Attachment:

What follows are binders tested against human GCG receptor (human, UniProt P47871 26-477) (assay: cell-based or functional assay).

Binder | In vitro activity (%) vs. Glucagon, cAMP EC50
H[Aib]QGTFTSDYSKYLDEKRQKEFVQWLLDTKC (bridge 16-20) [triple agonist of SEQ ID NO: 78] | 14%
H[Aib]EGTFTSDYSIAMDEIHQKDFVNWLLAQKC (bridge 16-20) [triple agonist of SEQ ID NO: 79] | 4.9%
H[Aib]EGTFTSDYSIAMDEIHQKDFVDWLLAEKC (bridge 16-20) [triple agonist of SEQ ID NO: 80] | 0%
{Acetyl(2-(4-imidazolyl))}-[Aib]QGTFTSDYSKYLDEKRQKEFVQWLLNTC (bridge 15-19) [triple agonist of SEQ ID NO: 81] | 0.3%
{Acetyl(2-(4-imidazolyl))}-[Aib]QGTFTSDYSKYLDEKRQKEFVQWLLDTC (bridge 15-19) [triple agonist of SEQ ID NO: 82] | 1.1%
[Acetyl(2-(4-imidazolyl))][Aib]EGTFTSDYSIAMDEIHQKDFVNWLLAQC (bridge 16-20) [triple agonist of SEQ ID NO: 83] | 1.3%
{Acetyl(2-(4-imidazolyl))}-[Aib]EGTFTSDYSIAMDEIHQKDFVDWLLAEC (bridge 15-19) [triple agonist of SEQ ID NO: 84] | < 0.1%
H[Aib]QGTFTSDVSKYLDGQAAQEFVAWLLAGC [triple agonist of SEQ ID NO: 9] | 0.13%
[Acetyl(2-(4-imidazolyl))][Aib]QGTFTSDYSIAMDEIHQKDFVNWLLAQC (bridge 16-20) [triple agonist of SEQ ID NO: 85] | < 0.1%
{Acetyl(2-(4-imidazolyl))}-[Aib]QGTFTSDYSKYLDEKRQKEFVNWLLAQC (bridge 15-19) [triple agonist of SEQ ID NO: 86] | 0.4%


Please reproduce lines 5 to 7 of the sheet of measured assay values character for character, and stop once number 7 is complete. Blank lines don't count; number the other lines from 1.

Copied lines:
H[Aib]EGTFTSDYSIAMDEIHQKDFVDWLLAEKC (bridge 16-20) [triple agonist of SEQ ID NO: 80] | 0%
{Acetyl(2-(4-imidazolyl))}-[Aib]QGTFTSDYSKYLDEKRQKEFVQWLLNTC (bridge 15-19) [triple agonist of SEQ ID NO: 81] | 0.3%
{Acetyl(2-(4-imidazolyl))}-[Aib]QGTFTSDYSKYLDEKRQKEFVQWLLDTC (bridge 15-19) [triple agonist of SEQ ID NO: 82] | 1.1%